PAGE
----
That being said, I think people should eat what they want, and be very tolerant of others who choose to eat differently. In this day and age, it's not an issue we should squabble about. I've found vegetarians are as intolerant and attacking of meateaters as vice versa (if not more.) Is that their idea of 'non-violence'?

    The China Study, as mentioned earlier by someone, is full of holes and assumptions that lead to false conclusions. For details google: china study fact or fallacy.

    Furthermore, when speaking of eating meat, there is a HUGE difference between factory-raised, stressed-out, GMO corn-fed meat, being eating 4 times a day in a fried hamburger by the average American, and healthy, grass-fed beef eaten once a day. I'd venture to say that these two are almost different animals when it comes to human health.

    Thirdly, in practice, most vegans (especially raw vegans) fall ill after a while. I know several, and they are all either very ill, or have B12 deficiencies. This is tricky to prove, since the problems only set in after a while (could be 6 months for one person, and 6 years for another.) Also, in the start, raw veganism actually heals most physical issues, which tends to convince people that it's very healthy. Indeed, I'd probably recommend a 3-month raw vegan diet to people with chronic diseases, WITH THE CAVEAT that they stop after 3 or 4 months and go back to a healthy normal diet.

    As I said, I really don't care whether people eat meat or veggies as long as they're healthy, and I love fruit juice and salads, but looking at my raw vegan friends (as well as many 'normal' vegetarians I know) – healthy they're definitely not, and some are now facing huge health challenges. Such people get silenced when they voice their opinions on Vegan coach websites (many of these 'coaches' take B12 shots themselves, and often 'cheat' by eating things they shouldn't! The 30bananas a day girl got fatter and fatter for a year and a half before starting to slim down, and SHE'S AN ATHLETE!)

    Also we should bear in mind that being vegan can mean eating French fries, chips, milk-free chocolate bars, crackers, coke, and fried seitan hamburgers. Which means that, by simple common sense, the sole fact that one is vegan means NOTHING in terms of guaranteeing good health – in fact it could mean quite the opposite!

    As for 'being environmental', I agree that we don't need even 10% of the meat and meat farms we have today, but do people really think that planting crops is more 'environmentally friendly'? In fact, agriculture is quite a recent invention, and it's COMPLETE ECOCIDE! Planting crops on large areas of land destroys practically all other plant, animal, topsoil and nutrient varieties where the field is – yet nobody cares or is even aware of that! The argument that "not planting soybeans to feed cows would save so many hectares of land being destroyed for planting soybeans" is ridiculous, since humans would have to substitute the large amounts of calories they get from beef by equal amounts of calories from corn and soya (yuck!) – meaning huge amounts of land cleared for soy/corn farming for humans!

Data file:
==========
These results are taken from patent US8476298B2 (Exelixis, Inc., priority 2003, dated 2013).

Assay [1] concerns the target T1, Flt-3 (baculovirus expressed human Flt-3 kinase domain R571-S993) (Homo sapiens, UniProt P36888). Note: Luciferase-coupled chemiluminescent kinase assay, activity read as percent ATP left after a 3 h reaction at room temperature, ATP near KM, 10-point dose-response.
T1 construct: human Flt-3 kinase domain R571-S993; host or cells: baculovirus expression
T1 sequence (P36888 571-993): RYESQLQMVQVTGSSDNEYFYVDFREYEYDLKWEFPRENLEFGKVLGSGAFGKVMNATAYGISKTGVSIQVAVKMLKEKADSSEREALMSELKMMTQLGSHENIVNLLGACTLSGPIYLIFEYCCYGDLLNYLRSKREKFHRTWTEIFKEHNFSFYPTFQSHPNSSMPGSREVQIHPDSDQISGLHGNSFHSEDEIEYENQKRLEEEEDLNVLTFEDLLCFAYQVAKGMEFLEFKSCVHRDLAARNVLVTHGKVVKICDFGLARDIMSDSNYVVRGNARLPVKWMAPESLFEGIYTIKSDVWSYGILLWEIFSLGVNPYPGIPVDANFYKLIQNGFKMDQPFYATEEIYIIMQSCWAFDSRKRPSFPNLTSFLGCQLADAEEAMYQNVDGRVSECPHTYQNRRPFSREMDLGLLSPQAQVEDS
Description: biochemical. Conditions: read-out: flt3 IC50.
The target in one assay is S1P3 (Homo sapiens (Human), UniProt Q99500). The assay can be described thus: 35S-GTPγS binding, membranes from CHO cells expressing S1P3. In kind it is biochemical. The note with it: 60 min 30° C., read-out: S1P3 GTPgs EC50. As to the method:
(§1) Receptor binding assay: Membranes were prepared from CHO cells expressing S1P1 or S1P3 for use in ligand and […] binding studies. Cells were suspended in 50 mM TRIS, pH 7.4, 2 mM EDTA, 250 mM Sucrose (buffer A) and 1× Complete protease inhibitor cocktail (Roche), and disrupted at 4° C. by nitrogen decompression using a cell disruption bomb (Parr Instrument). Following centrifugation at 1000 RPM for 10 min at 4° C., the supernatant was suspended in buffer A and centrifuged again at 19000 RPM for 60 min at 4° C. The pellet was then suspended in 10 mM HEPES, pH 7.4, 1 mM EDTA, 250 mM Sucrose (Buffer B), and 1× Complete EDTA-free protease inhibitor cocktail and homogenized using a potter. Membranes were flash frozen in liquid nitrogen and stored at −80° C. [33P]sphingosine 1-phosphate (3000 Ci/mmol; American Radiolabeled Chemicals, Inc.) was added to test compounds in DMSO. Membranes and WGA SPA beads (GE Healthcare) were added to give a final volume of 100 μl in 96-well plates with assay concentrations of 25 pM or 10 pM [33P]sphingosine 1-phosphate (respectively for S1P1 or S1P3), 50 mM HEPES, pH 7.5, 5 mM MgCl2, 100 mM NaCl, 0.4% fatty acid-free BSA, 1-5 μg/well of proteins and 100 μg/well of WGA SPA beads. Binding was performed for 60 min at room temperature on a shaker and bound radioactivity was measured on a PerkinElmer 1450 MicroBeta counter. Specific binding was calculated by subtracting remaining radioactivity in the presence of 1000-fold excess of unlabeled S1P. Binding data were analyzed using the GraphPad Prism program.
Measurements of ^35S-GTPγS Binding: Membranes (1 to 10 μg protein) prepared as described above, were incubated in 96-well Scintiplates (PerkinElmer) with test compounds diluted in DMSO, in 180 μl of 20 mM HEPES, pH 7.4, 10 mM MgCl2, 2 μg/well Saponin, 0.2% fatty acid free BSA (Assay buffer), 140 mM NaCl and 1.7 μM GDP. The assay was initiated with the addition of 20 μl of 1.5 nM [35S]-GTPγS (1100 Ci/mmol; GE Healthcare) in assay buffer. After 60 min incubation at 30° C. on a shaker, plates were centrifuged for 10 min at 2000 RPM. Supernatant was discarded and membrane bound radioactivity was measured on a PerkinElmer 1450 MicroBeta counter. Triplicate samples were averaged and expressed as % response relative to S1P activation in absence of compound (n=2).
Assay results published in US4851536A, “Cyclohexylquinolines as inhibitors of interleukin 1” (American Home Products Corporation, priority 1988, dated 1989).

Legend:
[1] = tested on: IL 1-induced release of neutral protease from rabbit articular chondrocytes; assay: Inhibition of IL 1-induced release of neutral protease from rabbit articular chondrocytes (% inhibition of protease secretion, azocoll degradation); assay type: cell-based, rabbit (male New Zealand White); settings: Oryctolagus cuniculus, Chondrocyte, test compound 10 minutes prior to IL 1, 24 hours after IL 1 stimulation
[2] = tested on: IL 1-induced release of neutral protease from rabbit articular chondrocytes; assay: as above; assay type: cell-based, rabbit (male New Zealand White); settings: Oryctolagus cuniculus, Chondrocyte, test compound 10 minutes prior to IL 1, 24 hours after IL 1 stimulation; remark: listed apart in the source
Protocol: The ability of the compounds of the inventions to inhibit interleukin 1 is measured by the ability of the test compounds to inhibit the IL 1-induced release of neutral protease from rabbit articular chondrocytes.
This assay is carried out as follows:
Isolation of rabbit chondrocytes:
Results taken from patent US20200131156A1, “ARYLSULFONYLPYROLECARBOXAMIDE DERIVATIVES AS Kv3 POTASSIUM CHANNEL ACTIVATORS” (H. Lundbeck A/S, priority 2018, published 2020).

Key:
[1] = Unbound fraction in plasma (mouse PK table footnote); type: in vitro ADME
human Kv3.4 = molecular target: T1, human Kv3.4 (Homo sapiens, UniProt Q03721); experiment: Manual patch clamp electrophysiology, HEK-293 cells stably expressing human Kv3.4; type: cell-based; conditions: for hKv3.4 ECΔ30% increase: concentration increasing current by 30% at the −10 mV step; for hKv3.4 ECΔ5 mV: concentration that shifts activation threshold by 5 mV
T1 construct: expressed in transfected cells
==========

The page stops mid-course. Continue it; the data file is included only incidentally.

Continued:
So as humane as 'not killing animals' sounds, I'd suggest to people to START BEING HUMANE TO THEMSELVES! Put political correctness aside, use your common sense and intuition, ask your body what it TRULY wants, and think of what's really good for your health! What sense does it make to not kill an animal, if in the process, you're killing yourself?

  31. Feliciano says:

    An interesting post about the China study at Freetheanimal dot com:

    "One thing you'll never hear Campbell mention, nor have I seen other China Study skeptics come across, is the health of one unique county in China called Tuoli. Unlike the rest of China, the Tuoli ate 40% of their diet as fat, ate 134 grams of animal protein per day (twice as much as the average American), and rarely ate vegetables or other plant foods. According to the China Study data, these people were extremely healthy with low rates of cancers and heart disease… healthier, in fact, than many of the counties that were nearly vegan. (No big shocker there, but it's something Campbell completely ignores.)"

  32. Feliciano says:

    Perhaps the people in the China Study were healthy simply because they didn't eat processed, off-the-shelf foods?

    I suggest reading Weston Price's book "Nutrition And Physical Degeneration".

    It details a doctor's account of visiting isolated tribes all over the world, 100 years ago, before contact with 'modern' man and his dietary habits. All these tribes ate meat. No cancer, diabetes, etc. among any of them. Price also details what happens to their teeth, bones, and general health just ONE GENERATION after being exposed to a Western diet. (Yes, with pictures.)

    I think it should be an interesting read, especially in view of the fact that Price did his study a century ago, when nobody in the West cared about being politically correct, non-violent, vegetarian, so he just does the study and is not biased with pre-concieved notions of the superiority of veganism or meat-eating.

  33. Sam says:

    Great, truth above all else man!
    Btw, that cherry chocolate looked delicious!! Envy!!

  34. Mädel says:

    Wouldn´t not hurting an innocent being be enough to make a change??
    It is only about compassion.

  35. Mädel says:

    Wouldn´t not hurting an innocent being be enough to make a change??

  36. Maru says:

    Ruthie, how many other boos have you read on the subject? What is YOUR PERSONAL experience?
    Your point is you are not vegetarian because of that book?

  37. Maru says:

    Killing 25 BILLIONS animals a year is NOT nature!!

  38. Maru says:

    I dare you to look at the WHOLE video EARTHLINKS and tell me it is ok to eat meat